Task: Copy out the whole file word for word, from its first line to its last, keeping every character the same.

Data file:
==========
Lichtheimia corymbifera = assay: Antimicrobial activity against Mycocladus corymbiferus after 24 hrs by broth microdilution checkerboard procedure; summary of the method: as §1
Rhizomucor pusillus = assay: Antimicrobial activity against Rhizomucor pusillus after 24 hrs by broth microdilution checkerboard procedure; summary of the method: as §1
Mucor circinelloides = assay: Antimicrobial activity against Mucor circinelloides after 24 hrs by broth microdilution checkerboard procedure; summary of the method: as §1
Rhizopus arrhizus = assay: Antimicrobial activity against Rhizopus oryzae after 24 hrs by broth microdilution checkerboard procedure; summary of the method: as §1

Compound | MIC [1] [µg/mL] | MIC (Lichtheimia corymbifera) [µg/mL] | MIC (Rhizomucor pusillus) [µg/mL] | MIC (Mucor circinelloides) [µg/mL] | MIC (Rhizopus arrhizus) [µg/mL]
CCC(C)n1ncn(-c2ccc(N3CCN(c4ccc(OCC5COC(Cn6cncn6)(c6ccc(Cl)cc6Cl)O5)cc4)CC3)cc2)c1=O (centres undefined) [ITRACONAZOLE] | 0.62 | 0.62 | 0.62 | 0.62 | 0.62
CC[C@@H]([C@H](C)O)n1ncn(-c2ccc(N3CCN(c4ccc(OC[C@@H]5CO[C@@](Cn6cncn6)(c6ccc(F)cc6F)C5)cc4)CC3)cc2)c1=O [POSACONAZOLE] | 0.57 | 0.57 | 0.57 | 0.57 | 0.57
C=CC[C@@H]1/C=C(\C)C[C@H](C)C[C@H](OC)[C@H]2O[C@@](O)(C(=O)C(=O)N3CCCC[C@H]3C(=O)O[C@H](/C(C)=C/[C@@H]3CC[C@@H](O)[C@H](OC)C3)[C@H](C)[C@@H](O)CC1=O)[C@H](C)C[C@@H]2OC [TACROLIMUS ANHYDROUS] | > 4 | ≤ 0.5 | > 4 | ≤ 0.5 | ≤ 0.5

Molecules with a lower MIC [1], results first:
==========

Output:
Lichtheimia corymbifera = assay: Antimicrobial activity against Mycocladus corymbiferus after 24 hrs by broth microdilution checkerboard procedure; summary of the method: as §1
Rhizomucor pusillus = assay: Antimicrobial activity against Rhizomucor pusillus after 24 hrs by broth microdilution checkerboard procedure; summary of the method: as §1
Mucor circinelloides = assay: Antimicrobial activity against Mucor circinelloides after 24 hrs by broth microdilution checkerboard procedure; summary of the method: as §1
Rhizopus arrhizus = assay: Antimicrobial activity against Rhizopus oryzae after 24 hrs by broth microdilution checkerboard procedure; summary of the method: as §1

Compound | MIC [1] [µg/mL] | MIC (Lichtheimia corymbifera) [µg/mL] | MIC (Rhizomucor pusillus) [µg/mL] | MIC (Mucor circinelloides) [µg/mL] | MIC (Rhizopus arrhizus) [µg/mL]
CCC(C)n1ncn(-c2ccc(N3CCN(c4ccc(OCC5COC(Cn6cncn6)(c6ccc(Cl)cc6Cl)O5)cc4)CC3)cc2)c1=O (centres undefined) [ITRACONAZOLE] | 0.62 | 0.62 | 0.62 | 0.62 | 0.62
CC[C@@H]([C@H](C)O)n1ncn(-c2ccc(N3CCN(c4ccc(OC[C@@H]5CO[C@@](Cn6cncn6)(c6ccc(F)cc6F)C5)cc4)CC3)cc2)c1=O [POSACONAZOLE] | 0.57 | 0.57 | 0.57 | 0.57 | 0.57
C=CC[C@@H]1/C=C(\C)C[C@H](C)C[C@H](OC)[C@H]2O[C@@](O)(C(=O)C(=O)N3CCCC[C@H]3C(=O)O[C@H](/C(C)=C/[C@@H]3CC[C@@H](O)[C@H](OC)C3)[C@H](C)[C@@H](O)CC1=O)[C@H](C)C[C@@H]2OC [TACROLIMUS ANHYDROUS] | > 4 | ≤ 0.5 | > 4 | ≤ 0.5 | ≤ 0.5

Molecules with a lower MIC [1], results first: